## Common Core State Standards for Mathematics

Grade(s) 5 resources related to the following standard:
Number and Operations—Fractions
Use equivalent fractions as a strategy to add and subtract fractions.
2. Solve word problems involving addition and subtraction of fractions referring to the same whole, including cases of unlike denominators, e.g., by using visual fraction models or equations to represent the problem. Use benchmark fractions and number sense of fractions to estimate mentally and assess the reasonableness of answers. For example, recognize an incorrect result 2/5 + 1/2 = 3/7, by observing that 3/7 < 1/2.

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This document provides descriptions and examples of what each Mathematics Common Core standard means a Grade Five student will know, understand and be able to do. This "unpacking" of the standards provides instructional guidelines and was developed to assist North Carolina educators teach the Mathematics Common Core (Standard Course of Study).
Reference Materials
This progressions document from the Common Core Standards Writing team explains how fractions are incorporated in the standards from third grade through fifth grade. Each grade level includes an explanation, important vocabulary, and illustrations.
Instructional Strategy, Reference Materials
This 88-page document addresses the meaning of the Common Core State Standards for teaching fractions in grades 3-7. For each grade level the specific standards that are addressed are listed, followed by a detailed explanation of what the standards mean, including visual models, and any misconceptions teachers or students might have about how specific standards apply to fractions in the CCSS.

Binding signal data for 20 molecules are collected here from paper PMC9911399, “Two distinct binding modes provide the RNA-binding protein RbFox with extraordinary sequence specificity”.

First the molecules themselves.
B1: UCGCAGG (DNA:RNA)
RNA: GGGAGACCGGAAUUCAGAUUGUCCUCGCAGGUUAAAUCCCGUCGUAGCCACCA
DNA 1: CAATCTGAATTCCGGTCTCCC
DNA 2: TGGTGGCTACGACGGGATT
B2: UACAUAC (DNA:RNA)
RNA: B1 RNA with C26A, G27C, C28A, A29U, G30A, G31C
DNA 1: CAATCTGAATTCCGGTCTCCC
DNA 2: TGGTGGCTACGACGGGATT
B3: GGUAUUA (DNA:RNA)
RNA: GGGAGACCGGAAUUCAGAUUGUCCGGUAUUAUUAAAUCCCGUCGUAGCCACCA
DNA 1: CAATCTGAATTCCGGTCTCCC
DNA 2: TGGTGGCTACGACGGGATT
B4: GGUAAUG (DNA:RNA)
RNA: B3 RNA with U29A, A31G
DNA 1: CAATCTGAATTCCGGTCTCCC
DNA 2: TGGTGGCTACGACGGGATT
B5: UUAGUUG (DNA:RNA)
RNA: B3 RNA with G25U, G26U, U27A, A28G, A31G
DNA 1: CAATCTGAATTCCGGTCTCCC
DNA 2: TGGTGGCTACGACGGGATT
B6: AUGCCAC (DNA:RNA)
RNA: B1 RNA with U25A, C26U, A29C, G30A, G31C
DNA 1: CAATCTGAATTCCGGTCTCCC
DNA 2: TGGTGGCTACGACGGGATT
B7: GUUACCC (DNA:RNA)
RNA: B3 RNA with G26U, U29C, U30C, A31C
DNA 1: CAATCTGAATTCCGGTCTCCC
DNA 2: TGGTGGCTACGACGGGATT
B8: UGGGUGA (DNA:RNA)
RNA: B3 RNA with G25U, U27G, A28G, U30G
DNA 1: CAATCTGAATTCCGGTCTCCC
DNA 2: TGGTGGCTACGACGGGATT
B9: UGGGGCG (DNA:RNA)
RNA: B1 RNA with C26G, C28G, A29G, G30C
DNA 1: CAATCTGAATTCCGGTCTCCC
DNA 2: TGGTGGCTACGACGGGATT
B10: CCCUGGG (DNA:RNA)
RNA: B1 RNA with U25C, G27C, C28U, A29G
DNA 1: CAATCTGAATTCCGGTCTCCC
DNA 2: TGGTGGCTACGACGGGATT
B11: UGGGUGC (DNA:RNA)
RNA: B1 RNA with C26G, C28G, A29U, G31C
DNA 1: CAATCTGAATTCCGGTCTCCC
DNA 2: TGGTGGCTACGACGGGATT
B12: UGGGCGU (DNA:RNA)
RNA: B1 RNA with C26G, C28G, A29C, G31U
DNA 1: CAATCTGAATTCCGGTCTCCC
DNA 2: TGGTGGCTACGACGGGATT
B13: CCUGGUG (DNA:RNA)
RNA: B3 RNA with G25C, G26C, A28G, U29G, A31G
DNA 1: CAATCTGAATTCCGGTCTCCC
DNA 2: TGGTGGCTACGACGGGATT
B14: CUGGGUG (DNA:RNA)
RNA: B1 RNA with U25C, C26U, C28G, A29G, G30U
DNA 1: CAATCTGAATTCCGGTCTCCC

Instructional Strategy, Reference Materials, Article
Grade Level: 3, 4, 5, 6+
This 8-page article (PDF) details the errors and misconceptions that students may have with fraction computation. The article emphasizes the importance of putting fraction problems in a real world context in order to deepen understanding of fractions and operations with fractions. By anticipating potential errors and misconceptions, teachers can help students avoid misunderstandings that might arise from these models and contexts.
Instructional Strategy, Reference Materials, Article
Thinking Blocks is an interactive Flash tool for modeling and solving math problems visually. Students represent quantities and relationships by placing blocks and braces on a work space and using the tools to resize and label them accordingly. Users can change the color of blocks, move them, copy them, divide them into equal parts, and separate them. A pencil tool and keyboard are also available. The site includes video tutorials demonstrating how to use the tool and how to model a wide variety of problem types. It also contains a bank of hundreds of word problems.
Activity, Interactive Media, Problem Set, Tools, Video
Grade Level: 1, 2, 3, 4, 5, 6+